More details will follow as plans firm up

Stay tuned….

After a lot of planning and obtaining of consents, more physical on-the-ground work, including in the recent working bee, has been undertaken to clear gorse and prepare for the East Ridge Track from the Hub going right of the Dell uphill (see attached photos). A slip caused from winter rains has resulted in a small change to the planned track route. DOC has kindly agreed to assist in some of the areas of preparation. As of November 8, there was still another 50m of gorse to clear and some amounts of fencing to be removed as well as finalising of signage and some entry/exit preparations.

At last month's AGM river volunteer Ron Eckman gave a well received presentation on innovative  ways of involving the wider community in conservation and restoration projects. He described how he and his team involved more than 1,000 people in native tree restoration - in the heart of  downtown Wellington. Yes, people in suits and women in high heels! And all without any funding. Ron is willing to share his story, what he has learned about getting people motivated, and repeat his presentation for other interested groups.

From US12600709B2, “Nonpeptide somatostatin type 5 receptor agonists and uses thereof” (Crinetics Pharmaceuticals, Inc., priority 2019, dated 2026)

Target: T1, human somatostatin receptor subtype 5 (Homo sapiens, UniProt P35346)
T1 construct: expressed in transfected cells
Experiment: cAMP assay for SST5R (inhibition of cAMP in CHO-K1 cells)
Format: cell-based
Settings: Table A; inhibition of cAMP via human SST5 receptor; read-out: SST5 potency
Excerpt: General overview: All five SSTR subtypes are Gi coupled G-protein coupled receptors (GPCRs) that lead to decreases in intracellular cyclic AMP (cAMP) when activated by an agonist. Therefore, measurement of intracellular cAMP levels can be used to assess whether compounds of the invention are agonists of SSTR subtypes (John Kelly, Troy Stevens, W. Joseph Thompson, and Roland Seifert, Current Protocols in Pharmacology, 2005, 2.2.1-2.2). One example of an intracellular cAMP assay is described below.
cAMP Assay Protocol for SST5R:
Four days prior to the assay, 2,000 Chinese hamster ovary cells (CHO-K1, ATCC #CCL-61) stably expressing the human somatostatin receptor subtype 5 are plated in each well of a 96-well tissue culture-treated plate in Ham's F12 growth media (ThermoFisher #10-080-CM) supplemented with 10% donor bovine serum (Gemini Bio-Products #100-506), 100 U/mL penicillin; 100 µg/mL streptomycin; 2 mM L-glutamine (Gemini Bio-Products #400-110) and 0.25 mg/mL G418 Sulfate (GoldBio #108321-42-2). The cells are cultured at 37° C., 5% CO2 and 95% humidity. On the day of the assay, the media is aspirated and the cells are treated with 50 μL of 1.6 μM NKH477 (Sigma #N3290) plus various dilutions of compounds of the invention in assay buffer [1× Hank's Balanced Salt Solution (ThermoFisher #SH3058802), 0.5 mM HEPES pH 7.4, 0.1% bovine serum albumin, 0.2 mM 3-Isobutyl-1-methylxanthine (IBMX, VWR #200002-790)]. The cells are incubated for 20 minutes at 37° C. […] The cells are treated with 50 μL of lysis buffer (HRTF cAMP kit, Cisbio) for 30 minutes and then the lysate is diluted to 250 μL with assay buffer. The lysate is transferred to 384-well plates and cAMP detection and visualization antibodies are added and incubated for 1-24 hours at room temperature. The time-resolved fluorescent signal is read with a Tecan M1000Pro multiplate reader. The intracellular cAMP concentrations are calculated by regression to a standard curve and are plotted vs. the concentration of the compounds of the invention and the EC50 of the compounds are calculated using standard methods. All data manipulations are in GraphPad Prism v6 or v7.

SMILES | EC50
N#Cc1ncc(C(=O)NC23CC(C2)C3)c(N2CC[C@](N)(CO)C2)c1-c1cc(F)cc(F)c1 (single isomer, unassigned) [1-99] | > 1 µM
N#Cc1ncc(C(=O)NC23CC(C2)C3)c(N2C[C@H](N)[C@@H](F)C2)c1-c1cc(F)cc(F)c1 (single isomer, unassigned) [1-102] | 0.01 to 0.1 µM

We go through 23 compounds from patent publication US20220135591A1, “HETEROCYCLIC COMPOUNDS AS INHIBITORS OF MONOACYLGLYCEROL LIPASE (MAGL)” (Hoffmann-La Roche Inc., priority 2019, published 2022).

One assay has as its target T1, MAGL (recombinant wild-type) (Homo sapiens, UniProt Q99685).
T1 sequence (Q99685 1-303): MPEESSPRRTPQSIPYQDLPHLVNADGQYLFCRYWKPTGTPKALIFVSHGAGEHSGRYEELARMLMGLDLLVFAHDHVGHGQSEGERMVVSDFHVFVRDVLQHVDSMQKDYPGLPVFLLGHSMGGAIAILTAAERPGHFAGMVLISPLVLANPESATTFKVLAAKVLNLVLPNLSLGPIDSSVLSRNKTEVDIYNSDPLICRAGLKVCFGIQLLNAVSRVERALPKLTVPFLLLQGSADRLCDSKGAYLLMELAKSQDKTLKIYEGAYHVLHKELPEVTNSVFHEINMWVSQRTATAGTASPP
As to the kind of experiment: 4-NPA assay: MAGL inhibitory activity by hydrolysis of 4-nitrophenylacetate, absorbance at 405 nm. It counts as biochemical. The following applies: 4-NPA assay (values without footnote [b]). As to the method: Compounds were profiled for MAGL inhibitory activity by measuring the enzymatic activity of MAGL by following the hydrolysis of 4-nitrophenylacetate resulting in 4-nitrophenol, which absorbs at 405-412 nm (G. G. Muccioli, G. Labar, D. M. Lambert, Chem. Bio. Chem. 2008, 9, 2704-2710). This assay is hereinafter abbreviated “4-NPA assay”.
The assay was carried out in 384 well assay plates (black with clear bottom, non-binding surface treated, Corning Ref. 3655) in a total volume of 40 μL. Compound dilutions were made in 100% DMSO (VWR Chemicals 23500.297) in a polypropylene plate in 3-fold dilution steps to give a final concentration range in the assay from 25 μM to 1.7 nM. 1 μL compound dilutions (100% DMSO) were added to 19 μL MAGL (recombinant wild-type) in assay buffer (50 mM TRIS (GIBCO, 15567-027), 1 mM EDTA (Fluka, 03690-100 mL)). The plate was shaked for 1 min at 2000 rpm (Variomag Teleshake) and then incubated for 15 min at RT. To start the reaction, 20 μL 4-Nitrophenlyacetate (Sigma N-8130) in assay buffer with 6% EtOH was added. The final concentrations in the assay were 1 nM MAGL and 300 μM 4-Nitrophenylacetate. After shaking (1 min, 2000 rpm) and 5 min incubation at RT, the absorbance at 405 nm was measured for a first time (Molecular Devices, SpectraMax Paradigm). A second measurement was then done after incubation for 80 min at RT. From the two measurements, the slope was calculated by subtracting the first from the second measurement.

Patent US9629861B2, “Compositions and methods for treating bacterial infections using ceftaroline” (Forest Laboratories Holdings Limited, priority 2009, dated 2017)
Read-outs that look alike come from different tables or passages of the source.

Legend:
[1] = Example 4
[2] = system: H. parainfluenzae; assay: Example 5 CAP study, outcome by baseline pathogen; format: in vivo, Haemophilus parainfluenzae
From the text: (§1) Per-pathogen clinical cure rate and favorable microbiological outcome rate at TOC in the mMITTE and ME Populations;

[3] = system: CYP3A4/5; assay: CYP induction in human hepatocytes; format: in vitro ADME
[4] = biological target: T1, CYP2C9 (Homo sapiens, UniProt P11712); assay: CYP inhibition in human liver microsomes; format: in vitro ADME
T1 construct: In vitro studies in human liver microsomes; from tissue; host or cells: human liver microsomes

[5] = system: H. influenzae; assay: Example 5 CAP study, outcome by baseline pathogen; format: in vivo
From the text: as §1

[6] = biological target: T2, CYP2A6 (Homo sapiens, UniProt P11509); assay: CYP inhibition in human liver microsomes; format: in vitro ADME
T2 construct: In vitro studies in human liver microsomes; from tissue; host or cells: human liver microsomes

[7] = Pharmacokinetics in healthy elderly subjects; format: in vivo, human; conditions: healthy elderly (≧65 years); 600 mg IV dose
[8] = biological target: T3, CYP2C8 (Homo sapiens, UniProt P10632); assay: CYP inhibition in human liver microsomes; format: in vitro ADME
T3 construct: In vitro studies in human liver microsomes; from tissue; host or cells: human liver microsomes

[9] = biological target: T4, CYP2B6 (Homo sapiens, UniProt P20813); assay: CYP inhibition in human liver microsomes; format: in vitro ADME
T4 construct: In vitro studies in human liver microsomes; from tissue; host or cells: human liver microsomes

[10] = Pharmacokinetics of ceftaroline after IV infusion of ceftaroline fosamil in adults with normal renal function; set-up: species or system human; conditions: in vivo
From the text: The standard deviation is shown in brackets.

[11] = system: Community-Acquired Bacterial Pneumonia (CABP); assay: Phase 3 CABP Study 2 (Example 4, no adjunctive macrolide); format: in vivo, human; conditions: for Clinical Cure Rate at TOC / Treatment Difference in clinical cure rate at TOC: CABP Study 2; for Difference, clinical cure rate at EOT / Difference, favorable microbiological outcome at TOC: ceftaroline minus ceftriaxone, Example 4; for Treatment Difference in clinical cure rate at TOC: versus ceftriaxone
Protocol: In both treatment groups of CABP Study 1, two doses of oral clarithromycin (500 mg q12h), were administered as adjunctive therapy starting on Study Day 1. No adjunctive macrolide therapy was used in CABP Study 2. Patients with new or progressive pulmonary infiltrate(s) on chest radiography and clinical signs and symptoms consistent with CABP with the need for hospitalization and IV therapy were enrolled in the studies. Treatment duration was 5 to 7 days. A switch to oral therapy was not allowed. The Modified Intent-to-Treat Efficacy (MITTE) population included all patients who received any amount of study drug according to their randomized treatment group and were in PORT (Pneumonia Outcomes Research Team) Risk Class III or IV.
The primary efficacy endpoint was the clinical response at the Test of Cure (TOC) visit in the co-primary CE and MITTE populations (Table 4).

Pictures, background and locations you can find here...  and if you aren't sure where those locations are you can find the maps of Whareroa here ....

Q: What do you do when your ends look tattered and there's no glossy shine?
A: Use hare spray!
When some newly planted young northern rata (Metrosideros robusta) were checked recently, it was found many had sustained total loss of leaves and others had torn or chewed leaves.
Forensic examination of the branches showed a characteristic diagonal end with missing buds. This split end appearance is typical of bites by the hare (Lepus capensis).

At Wildlands we are lucky to be able to work on a very diverse range of project.  Over the last six months we’ve undertaken Stream Ecological Valuations (SEV), fish surveys, designed and assessed fish passage structures, presented to an international forum on biodiversity offsetting, we’re working on assessing which sites are of ecological significance, and we get to peer review reports.  We never know what will turn up next.

And here is the link to the latest Supporters' Update from Whareroa Farm

Children from Raumati South School and Paraparaumu Beach School visited Whareroa to plant up the top of the Kapiti Lookout walk, to complete the Rugby Legends plantings. Project Crimson have donated a further sum to provide these trees. The attached feedback was received from Year 6 students of Paraparaumu School. Many thanks to DOC (and volunteers - you know who you are!) for making the whole experience a great day.

This link: will take you to a donations page for Whareroa Guardians.

The major rocks were placed earlier this week and Sascha will be working on the cairn this week. He would really appreciate help on Saturday 15th, 9am. Wear boots and tough gloves, helpers will be moving small rocks. Follow the flags. Take care of your back!